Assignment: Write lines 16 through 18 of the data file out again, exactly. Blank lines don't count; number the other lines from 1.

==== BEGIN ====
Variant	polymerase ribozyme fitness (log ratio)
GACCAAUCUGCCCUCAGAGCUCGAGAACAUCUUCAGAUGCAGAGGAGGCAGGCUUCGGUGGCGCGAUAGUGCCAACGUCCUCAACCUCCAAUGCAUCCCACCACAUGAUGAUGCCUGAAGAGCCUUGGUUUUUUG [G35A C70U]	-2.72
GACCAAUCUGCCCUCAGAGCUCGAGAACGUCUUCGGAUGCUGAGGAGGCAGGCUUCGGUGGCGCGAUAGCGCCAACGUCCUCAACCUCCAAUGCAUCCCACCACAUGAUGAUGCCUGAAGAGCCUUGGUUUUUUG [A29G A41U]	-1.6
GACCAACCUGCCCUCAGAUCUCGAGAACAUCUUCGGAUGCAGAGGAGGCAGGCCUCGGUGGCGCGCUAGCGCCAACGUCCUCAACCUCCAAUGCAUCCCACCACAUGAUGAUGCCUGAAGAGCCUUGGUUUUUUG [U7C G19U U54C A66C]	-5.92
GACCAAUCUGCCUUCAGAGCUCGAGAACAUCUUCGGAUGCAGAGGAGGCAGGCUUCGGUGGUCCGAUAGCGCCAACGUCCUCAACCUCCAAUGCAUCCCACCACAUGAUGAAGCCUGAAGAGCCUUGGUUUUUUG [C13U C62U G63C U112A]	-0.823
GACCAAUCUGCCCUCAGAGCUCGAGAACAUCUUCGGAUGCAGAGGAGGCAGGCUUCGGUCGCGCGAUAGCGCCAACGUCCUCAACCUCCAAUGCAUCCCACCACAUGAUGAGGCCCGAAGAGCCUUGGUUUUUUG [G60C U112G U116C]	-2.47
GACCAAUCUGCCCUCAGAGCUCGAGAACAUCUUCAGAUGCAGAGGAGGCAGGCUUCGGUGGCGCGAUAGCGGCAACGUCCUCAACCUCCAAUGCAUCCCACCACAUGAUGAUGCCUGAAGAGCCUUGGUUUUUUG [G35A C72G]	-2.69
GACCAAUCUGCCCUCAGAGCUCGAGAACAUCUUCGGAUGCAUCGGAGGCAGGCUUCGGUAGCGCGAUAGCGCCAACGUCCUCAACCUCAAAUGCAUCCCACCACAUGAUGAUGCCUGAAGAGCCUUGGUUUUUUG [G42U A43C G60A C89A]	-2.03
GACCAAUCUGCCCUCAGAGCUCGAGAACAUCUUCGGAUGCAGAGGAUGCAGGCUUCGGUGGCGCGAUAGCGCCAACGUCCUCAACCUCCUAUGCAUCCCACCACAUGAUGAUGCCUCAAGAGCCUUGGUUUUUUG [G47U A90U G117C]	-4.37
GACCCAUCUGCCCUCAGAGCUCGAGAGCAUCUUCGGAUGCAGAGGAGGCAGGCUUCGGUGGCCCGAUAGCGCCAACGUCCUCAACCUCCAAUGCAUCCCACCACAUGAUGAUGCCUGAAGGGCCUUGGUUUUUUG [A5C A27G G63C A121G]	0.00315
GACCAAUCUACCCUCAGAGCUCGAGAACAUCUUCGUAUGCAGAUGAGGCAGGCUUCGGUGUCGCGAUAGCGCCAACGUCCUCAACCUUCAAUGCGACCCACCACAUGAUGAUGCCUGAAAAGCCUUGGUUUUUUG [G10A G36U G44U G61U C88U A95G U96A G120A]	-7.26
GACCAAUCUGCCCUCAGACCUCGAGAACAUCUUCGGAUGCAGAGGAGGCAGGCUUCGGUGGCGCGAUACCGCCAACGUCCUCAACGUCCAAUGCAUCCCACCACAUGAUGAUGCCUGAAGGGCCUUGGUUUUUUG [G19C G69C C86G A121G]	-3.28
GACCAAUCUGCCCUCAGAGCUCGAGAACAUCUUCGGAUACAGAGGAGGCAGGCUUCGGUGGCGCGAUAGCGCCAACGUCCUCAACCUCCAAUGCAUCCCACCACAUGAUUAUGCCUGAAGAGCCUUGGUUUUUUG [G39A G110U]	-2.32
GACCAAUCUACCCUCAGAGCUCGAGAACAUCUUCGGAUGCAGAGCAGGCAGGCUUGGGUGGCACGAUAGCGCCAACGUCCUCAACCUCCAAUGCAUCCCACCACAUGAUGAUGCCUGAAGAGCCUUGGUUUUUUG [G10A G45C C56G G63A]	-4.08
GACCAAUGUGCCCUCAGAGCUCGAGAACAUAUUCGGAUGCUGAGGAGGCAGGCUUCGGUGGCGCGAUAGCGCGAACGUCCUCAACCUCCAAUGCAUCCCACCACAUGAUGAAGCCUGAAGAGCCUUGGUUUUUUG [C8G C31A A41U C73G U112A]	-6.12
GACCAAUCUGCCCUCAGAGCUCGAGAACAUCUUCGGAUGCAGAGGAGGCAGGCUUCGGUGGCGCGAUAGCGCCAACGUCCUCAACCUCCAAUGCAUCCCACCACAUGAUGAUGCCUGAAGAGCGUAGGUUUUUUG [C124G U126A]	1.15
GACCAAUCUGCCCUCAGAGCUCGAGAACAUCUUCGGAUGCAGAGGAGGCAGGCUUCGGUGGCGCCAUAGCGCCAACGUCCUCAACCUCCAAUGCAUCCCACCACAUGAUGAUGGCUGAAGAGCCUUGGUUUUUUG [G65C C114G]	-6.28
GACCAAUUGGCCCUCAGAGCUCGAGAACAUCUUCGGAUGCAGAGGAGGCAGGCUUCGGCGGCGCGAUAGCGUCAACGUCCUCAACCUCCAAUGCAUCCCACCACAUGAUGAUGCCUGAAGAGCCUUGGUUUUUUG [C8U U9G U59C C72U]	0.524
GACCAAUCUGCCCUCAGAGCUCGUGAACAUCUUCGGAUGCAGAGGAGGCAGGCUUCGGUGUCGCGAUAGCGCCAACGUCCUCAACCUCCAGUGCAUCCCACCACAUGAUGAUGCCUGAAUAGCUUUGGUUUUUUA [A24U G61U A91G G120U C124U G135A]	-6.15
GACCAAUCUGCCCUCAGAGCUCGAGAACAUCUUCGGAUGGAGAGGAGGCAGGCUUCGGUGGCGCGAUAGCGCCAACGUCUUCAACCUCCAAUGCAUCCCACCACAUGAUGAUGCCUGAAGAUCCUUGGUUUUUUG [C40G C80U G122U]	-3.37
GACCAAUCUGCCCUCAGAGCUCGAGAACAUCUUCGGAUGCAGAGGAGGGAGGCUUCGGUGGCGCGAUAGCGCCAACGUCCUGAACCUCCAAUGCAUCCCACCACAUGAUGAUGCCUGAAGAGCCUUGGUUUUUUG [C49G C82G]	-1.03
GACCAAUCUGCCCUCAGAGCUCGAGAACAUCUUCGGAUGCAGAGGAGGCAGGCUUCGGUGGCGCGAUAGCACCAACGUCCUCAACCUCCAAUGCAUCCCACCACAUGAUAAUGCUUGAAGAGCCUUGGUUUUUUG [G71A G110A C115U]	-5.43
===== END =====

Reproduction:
GACCAAUCUGCCCUCAGAGCUCGAGAACAUCUUCGGAUGCAGAGGAGGCAGGCUUCGGUGGCGCGAUAGCGCCAACGUCCUCAACCUCCAAUGCAUCCCACCACAUGAUGAUGCCUGAAGAGCGUAGGUUUUUUG [C124G U126A]	1.15
GACCAAUCUGCCCUCAGAGCUCGAGAACAUCUUCGGAUGCAGAGGAGGCAGGCUUCGGUGGCGCCAUAGCGCCAACGUCCUCAACCUCCAAUGCAUCCCACCACAUGAUGAUGGCUGAAGAGCCUUGGUUUUUUG [G65C C114G]	-6.28
GACCAAUUGGCCCUCAGAGCUCGAGAACAUCUUCGGAUGCAGAGGAGGCAGGCUUCGGCGGCGCGAUAGCGUCAACGUCCUCAACCUCCAAUGCAUCCCACCACAUGAUGAUGCCUGAAGAGCCUUGGUUUUUUG [C8U U9G U59C C72U]	0.524